Tonight I was babysitting two kids, one of whom has type 1.
I tested him post dinner, then before bed, then an hour post bed because he’d been running around like crazy and I had a gut feeling he would shoot down.
I was right. 15 point something down to 6 in an hour,
This boy is still very newly diagnosed and on injections (syringes), so I tried to get food into him to keep him stable overnight…
Anyone who is a parent of a child with type 1 or who has worked on type 1 camps before knows that this is a lot easier said than done. Kids get distressed, they don’t seem to know who you are or why they’re being asked to drink orange juice and crackers in the middle of the night – and who can blame them? I wouldn’t want a nanny forcing juice down my throat at 2am.
This gorgeous little six year old looked at me and completely lost it. At first it was your classic “ahhh who is feeding me what is going on” whimper, but then it morphed into something else altogether. I saw this switch happen in his head. He grabbed onto his pillow and started sobbing, these huge sobs from deep down in his belly that just made my heart ache. I’ve been babysitting/nannying for a very long time, so I like to think that I know the difference between a tantrum cry and a legitimate cry, and this cry made me want to kick this kid’s diabetes right out of the window.
“NOOOOOOOOOO, I CAN’T, NO! I HATE IT! NO!”
He cried like I cry when diabetes has well and truly screwed up something (like the time I went low without warning while driving on the freeway and was nearly hit by a truck as I tried to pull over to the emergency lane). It’s that cry when you’re just bloody OVER it and you can’t be bothered dealing with its shit anymore. It’s the cry that takes over your entire body – the heavy feeling in the middle of your chest that feels like a cold lump of anger and fear (the lump that we expertly put away and deal with most of the time) rises up and seems to take over your whole head, if only for a moment. Basically, it’s the cry that we all have in that month or so after diagnosis, when it finally hits you that all this bullshit, these middle of the night hypos and constant injections, is for life, and that there is nothing you can do about it. It’s what I call the “Month One” cry.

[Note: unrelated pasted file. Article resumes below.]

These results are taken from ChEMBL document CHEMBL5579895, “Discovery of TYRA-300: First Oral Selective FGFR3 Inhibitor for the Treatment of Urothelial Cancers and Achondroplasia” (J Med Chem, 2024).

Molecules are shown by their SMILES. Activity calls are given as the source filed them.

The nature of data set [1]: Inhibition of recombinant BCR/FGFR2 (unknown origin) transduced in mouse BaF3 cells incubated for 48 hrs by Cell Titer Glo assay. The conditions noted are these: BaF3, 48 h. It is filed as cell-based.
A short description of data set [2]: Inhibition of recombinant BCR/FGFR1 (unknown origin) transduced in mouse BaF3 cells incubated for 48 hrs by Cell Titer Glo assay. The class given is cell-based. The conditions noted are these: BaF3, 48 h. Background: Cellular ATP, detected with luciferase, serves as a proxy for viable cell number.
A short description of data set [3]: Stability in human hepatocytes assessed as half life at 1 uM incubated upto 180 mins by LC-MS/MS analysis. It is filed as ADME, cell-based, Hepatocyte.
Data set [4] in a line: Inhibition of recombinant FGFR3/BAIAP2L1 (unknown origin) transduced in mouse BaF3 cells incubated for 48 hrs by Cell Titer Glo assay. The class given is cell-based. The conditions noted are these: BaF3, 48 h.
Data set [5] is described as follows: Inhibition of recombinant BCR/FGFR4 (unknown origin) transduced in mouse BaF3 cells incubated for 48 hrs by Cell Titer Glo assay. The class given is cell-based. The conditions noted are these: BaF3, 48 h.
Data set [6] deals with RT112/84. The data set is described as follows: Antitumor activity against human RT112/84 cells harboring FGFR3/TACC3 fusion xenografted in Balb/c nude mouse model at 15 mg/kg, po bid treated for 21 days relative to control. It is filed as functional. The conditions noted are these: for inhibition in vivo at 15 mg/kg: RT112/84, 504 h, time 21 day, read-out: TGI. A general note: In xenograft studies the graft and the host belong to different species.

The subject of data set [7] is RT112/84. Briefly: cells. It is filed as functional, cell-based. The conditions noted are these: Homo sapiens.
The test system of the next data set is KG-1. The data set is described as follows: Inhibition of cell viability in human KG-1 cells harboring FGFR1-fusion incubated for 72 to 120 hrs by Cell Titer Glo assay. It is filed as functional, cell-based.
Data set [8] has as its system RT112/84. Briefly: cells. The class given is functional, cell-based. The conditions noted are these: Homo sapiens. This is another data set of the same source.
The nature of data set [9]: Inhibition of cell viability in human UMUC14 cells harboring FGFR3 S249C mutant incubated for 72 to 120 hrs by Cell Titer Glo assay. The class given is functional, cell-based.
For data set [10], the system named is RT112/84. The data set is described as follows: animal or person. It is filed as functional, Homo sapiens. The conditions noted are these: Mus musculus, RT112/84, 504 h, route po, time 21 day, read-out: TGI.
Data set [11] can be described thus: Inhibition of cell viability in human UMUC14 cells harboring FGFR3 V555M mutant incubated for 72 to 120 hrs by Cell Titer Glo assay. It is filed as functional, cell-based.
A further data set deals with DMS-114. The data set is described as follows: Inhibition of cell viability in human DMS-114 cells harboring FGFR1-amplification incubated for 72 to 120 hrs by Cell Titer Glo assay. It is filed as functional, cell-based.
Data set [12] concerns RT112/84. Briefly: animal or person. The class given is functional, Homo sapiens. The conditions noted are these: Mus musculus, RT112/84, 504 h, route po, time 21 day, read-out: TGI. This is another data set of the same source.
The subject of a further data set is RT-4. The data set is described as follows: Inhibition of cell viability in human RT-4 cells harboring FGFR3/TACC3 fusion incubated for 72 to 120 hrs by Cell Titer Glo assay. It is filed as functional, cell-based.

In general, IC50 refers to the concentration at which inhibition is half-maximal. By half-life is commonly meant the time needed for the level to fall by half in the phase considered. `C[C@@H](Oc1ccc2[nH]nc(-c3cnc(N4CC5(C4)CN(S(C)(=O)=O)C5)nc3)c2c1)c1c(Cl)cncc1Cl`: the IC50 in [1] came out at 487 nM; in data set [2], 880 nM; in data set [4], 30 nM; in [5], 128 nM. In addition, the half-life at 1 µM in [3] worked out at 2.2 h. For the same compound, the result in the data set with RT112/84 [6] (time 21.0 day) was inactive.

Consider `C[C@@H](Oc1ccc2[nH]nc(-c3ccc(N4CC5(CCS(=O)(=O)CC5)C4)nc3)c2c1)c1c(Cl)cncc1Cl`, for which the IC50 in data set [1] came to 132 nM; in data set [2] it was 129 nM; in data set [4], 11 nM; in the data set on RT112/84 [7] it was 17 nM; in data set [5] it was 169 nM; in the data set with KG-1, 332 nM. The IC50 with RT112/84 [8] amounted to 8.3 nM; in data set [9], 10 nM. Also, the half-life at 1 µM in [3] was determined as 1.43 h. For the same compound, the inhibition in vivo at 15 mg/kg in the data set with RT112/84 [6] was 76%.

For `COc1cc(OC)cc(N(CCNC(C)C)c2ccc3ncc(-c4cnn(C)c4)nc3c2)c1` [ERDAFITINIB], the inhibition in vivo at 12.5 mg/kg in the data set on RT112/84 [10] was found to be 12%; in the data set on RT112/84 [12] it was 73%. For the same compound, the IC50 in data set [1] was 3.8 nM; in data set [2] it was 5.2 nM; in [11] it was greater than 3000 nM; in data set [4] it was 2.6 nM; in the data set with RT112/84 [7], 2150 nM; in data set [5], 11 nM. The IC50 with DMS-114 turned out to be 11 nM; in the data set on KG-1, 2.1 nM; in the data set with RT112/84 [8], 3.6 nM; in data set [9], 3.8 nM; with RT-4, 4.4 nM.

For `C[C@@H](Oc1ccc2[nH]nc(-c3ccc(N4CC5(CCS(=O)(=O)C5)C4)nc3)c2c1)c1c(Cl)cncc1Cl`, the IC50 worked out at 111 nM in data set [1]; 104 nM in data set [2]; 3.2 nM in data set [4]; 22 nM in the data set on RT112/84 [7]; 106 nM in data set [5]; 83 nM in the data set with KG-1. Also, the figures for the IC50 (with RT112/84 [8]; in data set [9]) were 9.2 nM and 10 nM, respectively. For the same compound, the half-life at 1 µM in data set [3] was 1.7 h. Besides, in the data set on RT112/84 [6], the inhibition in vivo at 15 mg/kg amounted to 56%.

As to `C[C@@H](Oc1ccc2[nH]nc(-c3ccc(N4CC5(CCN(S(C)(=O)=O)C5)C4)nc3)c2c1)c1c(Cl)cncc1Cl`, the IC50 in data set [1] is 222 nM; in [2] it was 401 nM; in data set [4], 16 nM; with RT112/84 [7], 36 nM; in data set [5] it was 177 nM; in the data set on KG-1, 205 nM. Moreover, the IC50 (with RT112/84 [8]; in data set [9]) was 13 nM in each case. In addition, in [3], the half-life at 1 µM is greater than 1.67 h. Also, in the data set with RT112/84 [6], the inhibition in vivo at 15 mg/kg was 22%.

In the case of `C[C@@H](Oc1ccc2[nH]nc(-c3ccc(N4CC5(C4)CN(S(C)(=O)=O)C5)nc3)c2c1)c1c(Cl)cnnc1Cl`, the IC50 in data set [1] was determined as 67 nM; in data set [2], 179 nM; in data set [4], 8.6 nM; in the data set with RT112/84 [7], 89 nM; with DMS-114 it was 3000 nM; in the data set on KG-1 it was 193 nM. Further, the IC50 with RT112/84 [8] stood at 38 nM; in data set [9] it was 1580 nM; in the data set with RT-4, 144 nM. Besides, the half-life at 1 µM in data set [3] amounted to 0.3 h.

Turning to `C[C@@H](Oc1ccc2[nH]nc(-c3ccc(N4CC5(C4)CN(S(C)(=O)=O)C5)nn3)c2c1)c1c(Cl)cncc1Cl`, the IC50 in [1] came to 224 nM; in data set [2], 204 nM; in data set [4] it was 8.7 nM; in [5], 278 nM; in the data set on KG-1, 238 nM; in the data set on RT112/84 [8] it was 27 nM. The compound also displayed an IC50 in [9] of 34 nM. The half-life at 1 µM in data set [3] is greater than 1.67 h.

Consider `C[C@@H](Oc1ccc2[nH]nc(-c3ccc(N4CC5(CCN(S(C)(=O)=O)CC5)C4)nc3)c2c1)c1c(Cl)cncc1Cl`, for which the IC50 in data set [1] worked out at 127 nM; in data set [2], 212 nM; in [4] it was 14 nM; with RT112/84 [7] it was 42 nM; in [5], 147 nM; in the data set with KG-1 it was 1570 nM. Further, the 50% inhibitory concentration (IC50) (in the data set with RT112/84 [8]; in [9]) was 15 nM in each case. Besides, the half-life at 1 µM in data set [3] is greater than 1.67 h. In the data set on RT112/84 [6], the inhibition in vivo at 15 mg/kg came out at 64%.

I shed a little tear as I sat there, rubbing his back with one hand and texting his mother with the other. He is only six years old, but everyone I’ve spoken to with type 1 diabetes has gone through this, as well as the parents of the kids. I have only met this kid three times, but the look on his face when we test together(and high five when we get nearly matching BGL numbers) is one that I want to see on his face more often, not this heartbreaking look of “I hate everything about this, make it stop” that I saw on his face tonight. It’s the same look you see on diabetes camps where a kid has had to miss out most of the final night disco because of constant lows, or when they’re so high that they can’t do anything but lie there, drink water, and talk to you about how much diabetes sucks. It’s the look you wish you never had, but which makes an appearance a few times a year, when diabetes just SUCKS.
Month One is a bitch, and I wish there was something we could do to fast forward parents and kids through that massive learning curve. Once you come out the other side you learn to deal with the highs and lows (both literal and figurative!), and life is a different sort of normal. If anyone comes up with something like that, please let me know, because I want to run around Melbourne and sprinkle it over all the families that are going through this month of hell.
It gets so much better, and so much brighter.